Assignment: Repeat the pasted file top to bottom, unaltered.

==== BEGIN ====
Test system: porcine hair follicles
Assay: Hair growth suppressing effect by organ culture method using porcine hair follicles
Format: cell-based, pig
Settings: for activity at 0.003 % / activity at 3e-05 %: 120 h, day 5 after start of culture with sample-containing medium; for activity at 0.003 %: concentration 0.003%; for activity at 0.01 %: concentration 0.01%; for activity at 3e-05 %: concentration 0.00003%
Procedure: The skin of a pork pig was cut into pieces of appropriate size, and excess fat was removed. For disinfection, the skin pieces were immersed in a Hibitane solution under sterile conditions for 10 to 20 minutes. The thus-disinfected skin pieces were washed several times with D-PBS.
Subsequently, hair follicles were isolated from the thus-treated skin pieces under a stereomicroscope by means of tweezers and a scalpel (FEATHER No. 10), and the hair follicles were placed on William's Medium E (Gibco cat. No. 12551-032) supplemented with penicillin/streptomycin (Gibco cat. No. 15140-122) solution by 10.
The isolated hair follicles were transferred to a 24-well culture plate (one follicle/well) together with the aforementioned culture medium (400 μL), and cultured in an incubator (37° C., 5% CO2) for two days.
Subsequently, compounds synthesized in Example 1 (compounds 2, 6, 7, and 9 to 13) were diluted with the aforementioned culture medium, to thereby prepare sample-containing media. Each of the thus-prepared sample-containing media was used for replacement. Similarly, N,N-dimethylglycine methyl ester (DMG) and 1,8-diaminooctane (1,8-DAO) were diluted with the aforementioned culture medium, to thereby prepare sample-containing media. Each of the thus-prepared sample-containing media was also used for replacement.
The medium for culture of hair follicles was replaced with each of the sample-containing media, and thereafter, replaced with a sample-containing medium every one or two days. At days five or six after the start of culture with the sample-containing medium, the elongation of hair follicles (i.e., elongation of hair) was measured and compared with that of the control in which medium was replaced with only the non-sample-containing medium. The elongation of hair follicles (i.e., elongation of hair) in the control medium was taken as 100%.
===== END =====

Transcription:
Test system: porcine hair follicles
Assay: Hair growth suppressing effect by organ culture method using porcine hair follicles
Format: cell-based, pig
Settings: for activity at 0.003 % / activity at 3e-05 %: 120 h, day 5 after start of culture with sample-containing medium; for activity at 0.003 %: concentration 0.003%; for activity at 0.01 %: concentration 0.01%; for activity at 3e-05 %: concentration 0.00003%
Procedure: The skin of a pork pig was cut into pieces of appropriate size, and excess fat was removed. For disinfection, the skin pieces were immersed in a Hibitane solution under sterile conditions for 10 to 20 minutes. The thus-disinfected skin pieces were washed several times with D-PBS.
Subsequently, hair follicles were isolated from the thus-treated skin pieces under a stereomicroscope by means of tweezers and a scalpel (FEATHER No. 10), and the hair follicles were placed on William's Medium E (Gibco cat. No. 12551-032) supplemented with penicillin/streptomycin (Gibco cat. No. 15140-122) solution by 10.
The isolated hair follicles were transferred to a 24-well culture plate (one follicle/well) together with the aforementioned culture medium (400 μL), and cultured in an incubator (37° C., 5% CO2) for two days.
Subsequently, compounds synthesized in Example 1 (compounds 2, 6, 7, and 9 to 13) were diluted with the aforementioned culture medium, to thereby prepare sample-containing media. Each of the thus-prepared sample-containing media was used for replacement. Similarly, N,N-dimethylglycine methyl ester (DMG) and 1,8-diaminooctane (1,8-DAO) were diluted with the aforementioned culture medium, to thereby prepare sample-containing media. Each of the thus-prepared sample-containing media was also used for replacement.
The medium for culture of hair follicles was replaced with each of the sample-containing media, and thereafter, replaced with a sample-containing medium every one or two days. At days five or six after the start of culture with the sample-containing medium, the elongation of hair follicles (i.e., elongation of hair) was measured and compared with that of the control in which medium was replaced with only the non-sample-containing medium. The elongation of hair follicles (i.e., elongation of hair) in the control medium was taken as 100%.